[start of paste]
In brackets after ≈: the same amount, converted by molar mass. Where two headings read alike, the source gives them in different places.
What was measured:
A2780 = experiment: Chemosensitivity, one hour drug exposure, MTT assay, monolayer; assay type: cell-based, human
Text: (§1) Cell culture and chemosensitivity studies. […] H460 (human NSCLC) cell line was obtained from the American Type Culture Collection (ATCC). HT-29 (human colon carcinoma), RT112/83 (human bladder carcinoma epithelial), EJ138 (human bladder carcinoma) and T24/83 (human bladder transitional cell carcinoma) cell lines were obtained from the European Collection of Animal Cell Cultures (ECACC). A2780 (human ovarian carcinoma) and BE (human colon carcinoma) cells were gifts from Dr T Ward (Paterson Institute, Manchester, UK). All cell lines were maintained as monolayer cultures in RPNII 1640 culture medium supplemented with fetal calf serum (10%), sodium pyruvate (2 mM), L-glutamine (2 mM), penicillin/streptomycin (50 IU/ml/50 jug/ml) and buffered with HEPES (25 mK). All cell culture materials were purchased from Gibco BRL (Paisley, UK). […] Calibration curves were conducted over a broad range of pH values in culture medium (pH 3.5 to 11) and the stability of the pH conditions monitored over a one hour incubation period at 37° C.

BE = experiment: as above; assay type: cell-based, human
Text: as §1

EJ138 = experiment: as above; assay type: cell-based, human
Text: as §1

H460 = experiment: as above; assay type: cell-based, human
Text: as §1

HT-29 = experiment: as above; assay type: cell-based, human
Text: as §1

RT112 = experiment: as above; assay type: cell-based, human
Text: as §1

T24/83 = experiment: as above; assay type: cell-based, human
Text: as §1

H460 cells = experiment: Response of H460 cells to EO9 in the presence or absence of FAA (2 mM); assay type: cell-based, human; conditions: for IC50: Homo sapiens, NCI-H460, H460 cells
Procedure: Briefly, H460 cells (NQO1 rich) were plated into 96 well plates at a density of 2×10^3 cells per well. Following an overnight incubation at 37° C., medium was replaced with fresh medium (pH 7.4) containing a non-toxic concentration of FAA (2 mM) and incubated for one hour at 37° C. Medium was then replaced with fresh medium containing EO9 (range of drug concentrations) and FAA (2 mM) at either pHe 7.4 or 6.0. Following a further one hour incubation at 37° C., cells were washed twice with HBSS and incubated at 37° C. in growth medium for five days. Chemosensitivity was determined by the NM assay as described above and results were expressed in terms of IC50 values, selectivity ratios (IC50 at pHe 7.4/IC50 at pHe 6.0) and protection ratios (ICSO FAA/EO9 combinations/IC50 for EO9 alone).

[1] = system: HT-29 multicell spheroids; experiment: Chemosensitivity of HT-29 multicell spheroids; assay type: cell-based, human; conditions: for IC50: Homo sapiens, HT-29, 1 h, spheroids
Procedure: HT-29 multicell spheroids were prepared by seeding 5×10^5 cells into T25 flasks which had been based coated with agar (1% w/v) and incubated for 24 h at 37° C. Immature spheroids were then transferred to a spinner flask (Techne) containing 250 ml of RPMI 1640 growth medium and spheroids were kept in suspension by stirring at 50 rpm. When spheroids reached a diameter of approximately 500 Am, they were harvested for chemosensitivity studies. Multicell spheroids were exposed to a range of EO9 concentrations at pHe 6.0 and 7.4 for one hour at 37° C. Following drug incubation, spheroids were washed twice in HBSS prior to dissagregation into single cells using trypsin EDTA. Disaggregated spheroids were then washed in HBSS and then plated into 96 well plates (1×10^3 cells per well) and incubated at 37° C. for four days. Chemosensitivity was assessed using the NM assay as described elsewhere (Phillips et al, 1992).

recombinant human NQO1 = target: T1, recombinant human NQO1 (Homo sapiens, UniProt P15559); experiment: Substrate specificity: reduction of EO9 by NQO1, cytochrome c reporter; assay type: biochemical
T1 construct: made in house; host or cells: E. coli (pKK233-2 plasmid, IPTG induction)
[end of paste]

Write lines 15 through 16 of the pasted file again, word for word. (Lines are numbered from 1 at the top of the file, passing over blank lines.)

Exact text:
T24/83 = experiment: as above; assay type: cell-based, human
Text: as §1